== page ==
With a collective name like Awful Records, one might not expect much from the motley crew of oddly-named performers that descended upon the Goizueta Business School’s Patterson Courtyard on Friday night for WMRE’s Localsfest. Yet the almost reckless combination of turn-up, turn-down and everything in between created one of the most memorable and raw concert experiences I’ve ever had.

Unlike other groups such as the A$AP Mob, Odd Future Wolf Gang Kill Them All or even the Wu-Tang Clan, Awful Records could not give two fucks about trying to settle on a descriptor for their overall sound, aesthetic or common denominator.


This manifested itself in last Friday’s performance. As the sound checks took place before the concert started, Ethereal and BootyMath, visual artists/designers/resident Twitter geniuses of Awful began roasting members of the crowd to get people in the mood, with everyone, from “[the dude] in flannel” to “[the dude] that looked like Mac DeMarco” fair game.

Then the show opened with Ethereal, who lived up to his name with out-of-this world productions and vocals on songs such as “Agoraphobia” (with the silky smooth vocals of Alexandria), “I Can’t Feel” and “Bounce” (with Lord Narf, Awful’s resident badass female emcee).

Ethereal’s music put the decent-sized crowd on a whole different level, swaying hypnotically to the low-fi beats as he rolled his wheelchair to the edge of the stage to serenade those in the front row. The best way to describe his music is if Kid Cudi’s music went into hyperspace sleep and spat with a concise yet syrupy flow.

With guest appearances by LuiDiamonds, Lord Narf and Alexandria, there was a depth and breadth of talent not normally seen in posses of this size. Any one of the performers could have rocked their own show, and their styles are different enough that nothing felt tired. Perhaps it goes back to the give-no-fucks persona that Awful possesses.

When Father took the stage, he took the crowd’s sanity with it. When the thirteen-note opening line of “Nokia” dropped, it was evident that those in attendance weren’t simply lost looking for a Parents’ Weekend event.

Where Ethereal was laid back, head nodding to rhymes, Father took the crowd’s hype and multiplied it exponentially. The eponymous track off of his 2015 album Who’s Gonna Get Fucked First? had audience members from Emory and beyond jumping for their ever-loving lives to snap-inspired beats and lines such as “They like when you coming through/I’m like when you going home/Why they hate me when I’m here/But then love me while I’m gone.”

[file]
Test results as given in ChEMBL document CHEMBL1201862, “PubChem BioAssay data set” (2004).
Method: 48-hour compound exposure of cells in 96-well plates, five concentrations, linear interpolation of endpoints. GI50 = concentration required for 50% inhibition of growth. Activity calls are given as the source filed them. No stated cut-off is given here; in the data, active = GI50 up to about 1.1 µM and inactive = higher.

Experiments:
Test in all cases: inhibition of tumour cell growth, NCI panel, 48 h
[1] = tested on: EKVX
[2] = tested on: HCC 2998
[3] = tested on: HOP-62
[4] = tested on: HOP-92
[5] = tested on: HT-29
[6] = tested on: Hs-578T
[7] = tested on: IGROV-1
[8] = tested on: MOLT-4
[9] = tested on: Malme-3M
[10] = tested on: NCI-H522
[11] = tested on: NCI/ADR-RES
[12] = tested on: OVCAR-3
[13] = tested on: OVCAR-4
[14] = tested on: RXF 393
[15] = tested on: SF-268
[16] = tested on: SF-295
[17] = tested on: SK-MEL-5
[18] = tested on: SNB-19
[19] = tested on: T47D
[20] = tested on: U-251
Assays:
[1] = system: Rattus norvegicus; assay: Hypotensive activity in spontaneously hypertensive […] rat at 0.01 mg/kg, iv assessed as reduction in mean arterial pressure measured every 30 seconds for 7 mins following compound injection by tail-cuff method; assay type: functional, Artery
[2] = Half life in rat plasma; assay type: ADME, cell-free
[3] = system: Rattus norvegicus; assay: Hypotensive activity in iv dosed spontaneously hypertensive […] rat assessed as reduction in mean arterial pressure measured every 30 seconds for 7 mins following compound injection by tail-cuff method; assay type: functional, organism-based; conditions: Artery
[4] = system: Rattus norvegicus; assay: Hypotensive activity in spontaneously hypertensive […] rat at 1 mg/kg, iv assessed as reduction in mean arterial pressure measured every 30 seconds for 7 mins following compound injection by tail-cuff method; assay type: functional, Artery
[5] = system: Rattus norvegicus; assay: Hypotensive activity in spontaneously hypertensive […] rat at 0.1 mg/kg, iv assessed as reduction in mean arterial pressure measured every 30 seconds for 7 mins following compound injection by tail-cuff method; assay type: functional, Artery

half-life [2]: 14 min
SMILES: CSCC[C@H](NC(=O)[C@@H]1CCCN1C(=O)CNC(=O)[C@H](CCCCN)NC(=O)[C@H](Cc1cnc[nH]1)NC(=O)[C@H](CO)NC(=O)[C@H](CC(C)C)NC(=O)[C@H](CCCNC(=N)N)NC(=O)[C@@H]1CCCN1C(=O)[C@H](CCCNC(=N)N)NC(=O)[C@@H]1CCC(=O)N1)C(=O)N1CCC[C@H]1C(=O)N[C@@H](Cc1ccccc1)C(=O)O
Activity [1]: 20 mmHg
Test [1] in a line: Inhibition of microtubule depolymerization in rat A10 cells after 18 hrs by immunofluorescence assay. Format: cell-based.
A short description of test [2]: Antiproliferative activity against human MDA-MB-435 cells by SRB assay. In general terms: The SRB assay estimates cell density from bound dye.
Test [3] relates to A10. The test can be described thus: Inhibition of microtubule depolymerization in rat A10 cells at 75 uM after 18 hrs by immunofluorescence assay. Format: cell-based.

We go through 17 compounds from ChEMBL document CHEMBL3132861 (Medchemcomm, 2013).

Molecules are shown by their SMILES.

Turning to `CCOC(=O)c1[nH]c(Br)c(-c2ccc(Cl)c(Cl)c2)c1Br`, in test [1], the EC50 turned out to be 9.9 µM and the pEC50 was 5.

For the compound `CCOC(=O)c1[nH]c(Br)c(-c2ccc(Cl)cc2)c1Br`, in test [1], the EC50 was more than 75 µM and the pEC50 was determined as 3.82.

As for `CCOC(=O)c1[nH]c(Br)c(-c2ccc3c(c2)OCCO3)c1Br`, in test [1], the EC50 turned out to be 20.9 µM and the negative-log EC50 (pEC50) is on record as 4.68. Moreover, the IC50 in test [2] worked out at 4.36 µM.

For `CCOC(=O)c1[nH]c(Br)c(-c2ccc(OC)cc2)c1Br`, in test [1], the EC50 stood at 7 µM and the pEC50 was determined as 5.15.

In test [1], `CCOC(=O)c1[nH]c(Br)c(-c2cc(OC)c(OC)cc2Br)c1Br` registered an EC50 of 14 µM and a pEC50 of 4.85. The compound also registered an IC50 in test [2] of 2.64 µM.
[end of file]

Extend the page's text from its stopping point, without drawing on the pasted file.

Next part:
Father is more than just a rapper. He’s a cult figure, hip-hop messiah and trap savant all rolled into a low monotone DIY aesthetic. In today’s Future/Drake dominated world, one might not expect there to be tons of people vibing to songs like “Dáme Fuego,” “Fake AF” and “Please Stop Making Fake Versace,” but there’s something to be said about the presence and familiarity Father exudes that makes it so.

Father is the everyman, your one cool-ass friend who’s down with everyone, with his cool-ass “yeah” ad-lib and goofy rhymes that are more relatable than codeine and women and exorbitant amounts of money. He shouts out Lil B The BasedGod. He made a song based off a cell phone ringtone. What more can you ask for?

While Father’s more well-known collaborations have been with other rap oddballs like iLoveMakonnen and Key!, his chemistry with Ethereal is undeniable and takes their shared tracks to a higher level — something that connected perfectly with the Emory crowd.

Ending with his most recent banger “Everybody In The Club Gettin Shot” (check the bizarre music video), the entire concert was a nonstop ball of energy that is an experience I and others who were there will never forget.

From the amazing depth, breadth and presence of the performance, Awful Records is one of the rare unicorns of independent, relatable talent, and we’re lucky to have them in Atlanta, but I have one slight complaint with regards to the show, Father: Why the fuck didn’t you play “Wrist?”

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Stephen Fowler 16C is the political reporter at Georgia Public Broadcasting, the statewide NPR affiliate in Georgia. He graduated from Emory with a degree in Interdisciplinary Studies and covered the central administration and Greek Life for the Wheel before serving as assistant news editor, Emory Life editor and the Executive Digital Editor from 2015-16.